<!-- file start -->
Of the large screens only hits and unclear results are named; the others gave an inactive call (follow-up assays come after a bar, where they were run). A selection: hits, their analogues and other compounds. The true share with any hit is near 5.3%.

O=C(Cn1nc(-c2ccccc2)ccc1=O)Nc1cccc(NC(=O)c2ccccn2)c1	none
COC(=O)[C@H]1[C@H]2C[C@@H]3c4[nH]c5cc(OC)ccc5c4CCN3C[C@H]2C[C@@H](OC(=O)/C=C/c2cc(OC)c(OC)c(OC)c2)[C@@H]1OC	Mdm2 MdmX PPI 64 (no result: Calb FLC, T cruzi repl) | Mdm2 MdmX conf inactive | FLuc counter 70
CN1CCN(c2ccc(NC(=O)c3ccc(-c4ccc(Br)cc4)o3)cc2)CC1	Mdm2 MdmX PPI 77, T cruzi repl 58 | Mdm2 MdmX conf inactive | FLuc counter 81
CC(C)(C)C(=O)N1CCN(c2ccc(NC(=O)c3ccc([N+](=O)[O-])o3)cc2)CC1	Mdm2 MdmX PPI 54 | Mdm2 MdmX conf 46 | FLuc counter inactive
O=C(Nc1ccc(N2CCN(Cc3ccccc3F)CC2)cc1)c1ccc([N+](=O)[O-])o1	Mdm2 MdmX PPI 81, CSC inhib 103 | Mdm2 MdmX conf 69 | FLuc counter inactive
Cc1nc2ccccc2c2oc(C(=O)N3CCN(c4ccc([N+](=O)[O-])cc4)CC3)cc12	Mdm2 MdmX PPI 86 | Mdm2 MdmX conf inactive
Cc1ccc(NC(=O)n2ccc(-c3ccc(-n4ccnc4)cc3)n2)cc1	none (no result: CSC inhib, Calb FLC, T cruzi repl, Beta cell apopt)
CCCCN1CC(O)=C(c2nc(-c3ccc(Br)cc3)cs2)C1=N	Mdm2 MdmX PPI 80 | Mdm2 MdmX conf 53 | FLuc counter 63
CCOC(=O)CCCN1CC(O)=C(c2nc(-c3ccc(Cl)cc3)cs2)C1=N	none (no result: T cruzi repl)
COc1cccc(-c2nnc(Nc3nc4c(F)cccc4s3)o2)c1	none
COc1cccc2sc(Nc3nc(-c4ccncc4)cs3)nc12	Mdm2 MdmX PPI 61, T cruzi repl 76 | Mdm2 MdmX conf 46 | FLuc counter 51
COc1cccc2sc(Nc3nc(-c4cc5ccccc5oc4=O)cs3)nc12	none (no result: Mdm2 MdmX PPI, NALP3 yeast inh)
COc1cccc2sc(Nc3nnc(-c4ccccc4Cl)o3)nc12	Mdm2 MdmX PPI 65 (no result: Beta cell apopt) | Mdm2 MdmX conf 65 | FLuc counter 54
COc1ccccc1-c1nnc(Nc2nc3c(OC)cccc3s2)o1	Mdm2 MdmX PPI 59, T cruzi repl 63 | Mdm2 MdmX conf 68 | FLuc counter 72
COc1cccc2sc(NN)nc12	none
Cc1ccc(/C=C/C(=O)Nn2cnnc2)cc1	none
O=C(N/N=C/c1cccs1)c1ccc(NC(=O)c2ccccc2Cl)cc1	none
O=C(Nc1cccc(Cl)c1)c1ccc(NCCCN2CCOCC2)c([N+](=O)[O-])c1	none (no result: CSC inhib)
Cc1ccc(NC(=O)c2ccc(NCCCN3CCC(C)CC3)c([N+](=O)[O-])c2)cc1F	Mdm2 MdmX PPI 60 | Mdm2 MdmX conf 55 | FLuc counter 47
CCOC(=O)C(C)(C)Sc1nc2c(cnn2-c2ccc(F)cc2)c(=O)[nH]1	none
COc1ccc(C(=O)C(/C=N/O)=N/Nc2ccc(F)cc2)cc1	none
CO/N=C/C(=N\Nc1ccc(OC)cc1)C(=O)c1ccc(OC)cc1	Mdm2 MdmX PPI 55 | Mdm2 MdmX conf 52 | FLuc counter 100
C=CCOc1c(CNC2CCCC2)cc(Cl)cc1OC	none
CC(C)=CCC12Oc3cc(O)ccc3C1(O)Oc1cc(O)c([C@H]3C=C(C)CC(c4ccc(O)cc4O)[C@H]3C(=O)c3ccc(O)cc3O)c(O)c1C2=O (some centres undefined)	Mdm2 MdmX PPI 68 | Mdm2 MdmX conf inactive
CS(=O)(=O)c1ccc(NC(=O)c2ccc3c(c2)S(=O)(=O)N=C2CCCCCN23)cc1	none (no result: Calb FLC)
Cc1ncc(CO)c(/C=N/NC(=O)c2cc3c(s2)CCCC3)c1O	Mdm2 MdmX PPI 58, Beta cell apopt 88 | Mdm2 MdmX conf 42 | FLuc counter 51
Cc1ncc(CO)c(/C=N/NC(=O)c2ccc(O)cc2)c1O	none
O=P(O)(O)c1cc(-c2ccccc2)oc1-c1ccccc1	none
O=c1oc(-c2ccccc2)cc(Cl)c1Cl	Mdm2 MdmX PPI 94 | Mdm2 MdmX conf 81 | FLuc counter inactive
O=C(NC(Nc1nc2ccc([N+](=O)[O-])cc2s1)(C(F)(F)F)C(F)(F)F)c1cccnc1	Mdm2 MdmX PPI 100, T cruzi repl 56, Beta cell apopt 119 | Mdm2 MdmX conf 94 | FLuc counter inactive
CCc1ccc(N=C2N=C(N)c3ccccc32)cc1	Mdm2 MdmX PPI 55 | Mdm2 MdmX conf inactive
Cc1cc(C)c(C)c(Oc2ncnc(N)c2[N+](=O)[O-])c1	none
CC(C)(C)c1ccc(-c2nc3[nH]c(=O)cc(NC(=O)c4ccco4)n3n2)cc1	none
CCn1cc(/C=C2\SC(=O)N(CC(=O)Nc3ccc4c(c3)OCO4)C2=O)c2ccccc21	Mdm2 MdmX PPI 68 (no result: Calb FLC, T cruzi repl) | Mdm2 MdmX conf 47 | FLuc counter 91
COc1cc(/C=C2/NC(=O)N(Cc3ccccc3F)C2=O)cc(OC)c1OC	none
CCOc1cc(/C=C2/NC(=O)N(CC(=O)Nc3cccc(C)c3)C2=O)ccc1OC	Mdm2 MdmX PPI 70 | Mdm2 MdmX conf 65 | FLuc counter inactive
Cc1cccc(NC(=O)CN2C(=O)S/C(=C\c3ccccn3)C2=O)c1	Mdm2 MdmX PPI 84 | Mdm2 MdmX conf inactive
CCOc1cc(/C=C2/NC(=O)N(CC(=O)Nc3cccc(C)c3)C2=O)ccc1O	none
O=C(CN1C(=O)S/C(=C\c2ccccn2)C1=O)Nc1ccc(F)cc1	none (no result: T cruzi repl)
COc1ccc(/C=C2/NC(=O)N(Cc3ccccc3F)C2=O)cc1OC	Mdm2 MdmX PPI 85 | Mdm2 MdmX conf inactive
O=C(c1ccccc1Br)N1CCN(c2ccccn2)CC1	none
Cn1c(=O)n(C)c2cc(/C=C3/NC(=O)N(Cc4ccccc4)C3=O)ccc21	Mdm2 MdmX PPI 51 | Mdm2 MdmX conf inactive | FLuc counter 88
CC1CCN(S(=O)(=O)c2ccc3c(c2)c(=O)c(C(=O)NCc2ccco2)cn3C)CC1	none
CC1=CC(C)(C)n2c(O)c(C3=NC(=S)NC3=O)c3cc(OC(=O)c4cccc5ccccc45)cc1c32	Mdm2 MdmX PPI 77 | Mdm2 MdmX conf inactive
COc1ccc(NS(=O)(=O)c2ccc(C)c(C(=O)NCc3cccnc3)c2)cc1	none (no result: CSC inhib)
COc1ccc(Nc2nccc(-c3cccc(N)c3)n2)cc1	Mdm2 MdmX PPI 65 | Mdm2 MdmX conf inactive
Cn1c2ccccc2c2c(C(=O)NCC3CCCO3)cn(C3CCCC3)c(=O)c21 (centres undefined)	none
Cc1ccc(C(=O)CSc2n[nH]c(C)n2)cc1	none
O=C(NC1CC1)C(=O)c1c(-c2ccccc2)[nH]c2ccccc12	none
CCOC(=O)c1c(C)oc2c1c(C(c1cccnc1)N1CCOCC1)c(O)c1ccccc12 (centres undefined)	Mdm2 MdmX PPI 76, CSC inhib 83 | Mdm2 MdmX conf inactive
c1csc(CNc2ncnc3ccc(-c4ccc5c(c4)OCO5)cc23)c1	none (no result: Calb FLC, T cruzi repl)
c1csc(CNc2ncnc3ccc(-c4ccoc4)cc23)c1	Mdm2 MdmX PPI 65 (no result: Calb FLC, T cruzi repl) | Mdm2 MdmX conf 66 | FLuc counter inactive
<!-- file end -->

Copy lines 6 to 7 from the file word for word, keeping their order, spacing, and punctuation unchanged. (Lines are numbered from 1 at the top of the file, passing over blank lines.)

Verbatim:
O=C(Nc1ccc(N2CCN(Cc3ccccc3F)CC2)cc1)c1ccc([N+](=O)[O-])o1	Mdm2 MdmX PPI 81, CSC inhib 103 | Mdm2 MdmX conf 69 | FLuc counter inactive
Cc1nc2ccccc2c2oc(C(=O)N3CCN(c4ccc([N+](=O)[O-])cc4)CC3)cc12	Mdm2 MdmX PPI 86 | Mdm2 MdmX conf inactive